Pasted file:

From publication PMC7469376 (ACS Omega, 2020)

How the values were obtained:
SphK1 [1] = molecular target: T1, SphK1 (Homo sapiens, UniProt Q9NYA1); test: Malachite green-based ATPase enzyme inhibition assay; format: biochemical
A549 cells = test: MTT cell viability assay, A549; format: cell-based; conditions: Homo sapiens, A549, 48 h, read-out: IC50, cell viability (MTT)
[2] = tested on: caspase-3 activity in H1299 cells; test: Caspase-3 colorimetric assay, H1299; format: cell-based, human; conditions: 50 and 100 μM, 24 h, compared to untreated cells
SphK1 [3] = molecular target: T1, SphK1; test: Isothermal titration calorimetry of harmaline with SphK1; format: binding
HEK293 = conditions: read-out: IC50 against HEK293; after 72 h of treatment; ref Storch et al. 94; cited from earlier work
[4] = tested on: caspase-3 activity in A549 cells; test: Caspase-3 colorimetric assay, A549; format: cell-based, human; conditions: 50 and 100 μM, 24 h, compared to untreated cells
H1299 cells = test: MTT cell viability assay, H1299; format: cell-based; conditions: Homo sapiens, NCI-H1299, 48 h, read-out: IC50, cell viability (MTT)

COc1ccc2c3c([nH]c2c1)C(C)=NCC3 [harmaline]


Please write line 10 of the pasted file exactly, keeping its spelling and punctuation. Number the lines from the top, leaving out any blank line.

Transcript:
COc1ccc2c3c([nH]c2c1)C(C)=NCC3 [harmaline]